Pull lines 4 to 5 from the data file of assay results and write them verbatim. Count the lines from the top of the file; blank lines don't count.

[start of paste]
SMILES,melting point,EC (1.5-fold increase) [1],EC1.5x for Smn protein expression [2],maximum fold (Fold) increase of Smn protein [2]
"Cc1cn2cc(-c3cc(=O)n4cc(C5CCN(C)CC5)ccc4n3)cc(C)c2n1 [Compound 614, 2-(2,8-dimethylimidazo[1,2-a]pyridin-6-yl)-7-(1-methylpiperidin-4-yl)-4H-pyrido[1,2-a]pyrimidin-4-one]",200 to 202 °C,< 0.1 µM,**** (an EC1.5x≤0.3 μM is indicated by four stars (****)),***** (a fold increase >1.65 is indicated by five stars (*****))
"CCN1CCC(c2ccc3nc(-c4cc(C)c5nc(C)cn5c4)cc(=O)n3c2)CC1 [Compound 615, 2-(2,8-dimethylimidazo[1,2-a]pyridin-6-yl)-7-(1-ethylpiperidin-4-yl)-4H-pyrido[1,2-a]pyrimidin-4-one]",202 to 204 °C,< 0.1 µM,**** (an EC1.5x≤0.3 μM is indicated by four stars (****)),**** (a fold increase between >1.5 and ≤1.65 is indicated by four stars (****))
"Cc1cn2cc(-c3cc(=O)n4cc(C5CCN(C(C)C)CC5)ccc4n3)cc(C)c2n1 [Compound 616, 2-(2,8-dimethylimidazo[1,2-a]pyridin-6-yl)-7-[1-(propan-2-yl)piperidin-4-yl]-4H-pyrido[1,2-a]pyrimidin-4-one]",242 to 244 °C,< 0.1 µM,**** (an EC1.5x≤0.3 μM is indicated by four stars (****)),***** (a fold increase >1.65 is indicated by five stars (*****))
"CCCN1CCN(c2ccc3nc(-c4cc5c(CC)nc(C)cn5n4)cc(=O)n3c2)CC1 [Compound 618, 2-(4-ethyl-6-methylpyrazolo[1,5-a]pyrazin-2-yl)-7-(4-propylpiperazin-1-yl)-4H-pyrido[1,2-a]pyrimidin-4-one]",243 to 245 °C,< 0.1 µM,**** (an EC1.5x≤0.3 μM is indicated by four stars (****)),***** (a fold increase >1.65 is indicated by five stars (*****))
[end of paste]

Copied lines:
"Cc1cn2cc(-c3cc(=O)n4cc(C5CCN(C(C)C)CC5)ccc4n3)cc(C)c2n1 [Compound 616, 2-(2,8-dimethylimidazo[1,2-a]pyridin-6-yl)-7-[1-(propan-2-yl)piperidin-4-yl]-4H-pyrido[1,2-a]pyrimidin-4-one]",242 to 244 °C,< 0.1 µM,**** (an EC1.5x≤0.3 μM is indicated by four stars (****)),***** (a fold increase >1.65 is indicated by five stars (*****))
"CCCN1CCN(c2ccc3nc(-c4cc5c(CC)nc(C)cn5n4)cc(=O)n3c2)CC1 [Compound 618, 2-(4-ethyl-6-methylpyrazolo[1,5-a]pyrazin-2-yl)-7-(4-propylpiperazin-1-yl)-4H-pyrido[1,2-a]pyrimidin-4-one]",243 to 245 °C,< 0.1 µM,**** (an EC1.5x≤0.3 μM is indicated by four stars (****)),***** (a fold increase >1.65 is indicated by five stars (*****))